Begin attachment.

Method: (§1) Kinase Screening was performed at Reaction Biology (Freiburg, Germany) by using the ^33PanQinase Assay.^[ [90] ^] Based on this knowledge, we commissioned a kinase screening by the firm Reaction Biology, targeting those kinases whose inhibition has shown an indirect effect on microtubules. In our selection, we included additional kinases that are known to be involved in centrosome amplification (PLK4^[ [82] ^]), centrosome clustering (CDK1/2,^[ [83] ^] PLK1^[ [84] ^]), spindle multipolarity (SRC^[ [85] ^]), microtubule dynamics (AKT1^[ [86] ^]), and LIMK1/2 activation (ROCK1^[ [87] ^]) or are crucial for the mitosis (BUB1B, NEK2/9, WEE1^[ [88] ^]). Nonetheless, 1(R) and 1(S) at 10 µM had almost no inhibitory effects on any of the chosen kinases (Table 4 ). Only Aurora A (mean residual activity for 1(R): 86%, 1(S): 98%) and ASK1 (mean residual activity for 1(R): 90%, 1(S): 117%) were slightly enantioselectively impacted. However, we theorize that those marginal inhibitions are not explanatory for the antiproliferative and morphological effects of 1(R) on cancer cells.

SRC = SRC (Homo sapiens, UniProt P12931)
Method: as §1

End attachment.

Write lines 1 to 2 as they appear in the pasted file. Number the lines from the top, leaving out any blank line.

Method: (§1) Kinase Screening was performed at Reaction Biology (Freiburg, Germany) by using the ^33PanQinase Assay.^[ [90] ^] Based on this knowledge, we commissioned a kinase screening by the firm Reaction Biology, targeting those kinases whose inhibition has shown an indirect effect on microtubules. In our selection, we included additional kinases that are known to be involved in centrosome amplification (PLK4^[ [82] ^]), centrosome clustering (CDK1/2,^[ [83] ^] PLK1^[ [84] ^]), spindle multipolarity (SRC^[ [85] ^]), microtubule dynamics (AKT1^[ [86] ^]), and LIMK1/2 activation (ROCK1^[ [87] ^]) or are crucial for the mitosis (BUB1B, NEK2/9, WEE1^[ [88] ^]). Nonetheless, 1(R) and 1(S) at 10 µM had almost no inhibitory effects on any of the chosen kinases (Table 4 ). Only Aurora A (mean residual activity for 1(R): 86%, 1(S): 98%) and ASK1 (mean residual activity for 1(R): 90%, 1(S): 117%) were slightly enantioselectively impacted. However, we theorize that those marginal inhibitions are not explanatory for the antiproliferative and morphological effects of 1(R) on cancer cells.

SRC = SRC (Homo sapiens, UniProt P12931)